Zen And The Art Of Eating Noodles

As a Dutchie, I always feel as if the Dutch don’t have a very strong food culture. By that I mean that we lack those rituals, entrenched in our daily lives to such an extent that they shape our routines. Food is fuel.

Of course, the Dutch do have their ways around food, when you really look into the subject matter. But it doesn’t measure up to the art of dedication the Japanese put in their food, and their subsequent almost spiritual consumption. If you haven’t heard of it yet, Tampopo (which literally translates as ‘dandelion’) is a stunning and sometimes (to me) incomprehensible movie about food.

Actually, it is about noodles. Although this might not immediately raise your curiosity, to me it served as an introduction to a totally different take on food.

Watch this scene and you’ll never mindlessly slurp your noodles again. 

3 thoughts on “Zen And The Art Of Eating Noodles

  1. “As a Dutchie, I always feel as if the Dutch don’t have a very strong food culture. By that I mean that we lack those rituals, entrenched in our daily lives to such an extent that they shape our routines. Food is fuel.”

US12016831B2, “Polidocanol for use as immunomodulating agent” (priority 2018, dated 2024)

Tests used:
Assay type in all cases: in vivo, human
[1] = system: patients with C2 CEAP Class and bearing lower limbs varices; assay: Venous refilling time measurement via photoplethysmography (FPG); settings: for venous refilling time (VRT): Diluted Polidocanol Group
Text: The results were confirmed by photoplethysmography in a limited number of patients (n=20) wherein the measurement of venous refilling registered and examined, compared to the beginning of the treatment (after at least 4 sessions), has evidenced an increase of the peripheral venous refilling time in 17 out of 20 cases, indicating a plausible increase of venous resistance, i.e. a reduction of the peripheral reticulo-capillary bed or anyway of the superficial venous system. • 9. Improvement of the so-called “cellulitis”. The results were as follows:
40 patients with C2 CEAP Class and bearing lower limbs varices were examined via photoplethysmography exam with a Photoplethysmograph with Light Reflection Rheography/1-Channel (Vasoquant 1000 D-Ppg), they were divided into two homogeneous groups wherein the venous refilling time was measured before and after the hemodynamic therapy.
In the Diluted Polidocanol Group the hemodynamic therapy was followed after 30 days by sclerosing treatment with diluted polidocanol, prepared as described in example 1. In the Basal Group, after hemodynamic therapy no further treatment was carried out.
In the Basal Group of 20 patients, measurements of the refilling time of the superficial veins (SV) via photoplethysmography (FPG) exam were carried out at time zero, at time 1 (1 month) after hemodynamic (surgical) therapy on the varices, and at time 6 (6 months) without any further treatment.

I feel the same way about American food “culture”…

    I would not have expected such a statement from a European as I too have strong European ties which have allowed me to see just how powerful a culture surrounding food can be. Maybe the Dutch have been too saturated by American culture?

    As for the movie clip…if we had a world where everyone viewed food in this way, we would have a much more sustainable and compassionate home.

    • Compared to i.e. the French and Italian cuisine, I have not discovered a distinct taste-distinction within the Dutch kitchen that is as widely adapted as other European taste-makers, which does not mean there are no traditional dishes (we love potatoes). And the Dutch have been positively influenced by other European cuisines, as well as by their immigrant-cuisines (Turkish, Indonesian and Surinam food, for instance), which I embrace in my cooking habits.

      The point of my post is actually represented in your last sentence, so thank you for sharing – and try to see the whole movie. It’s intriguing.

  2. Pingback: Tampopo Revisited | Living Antenna

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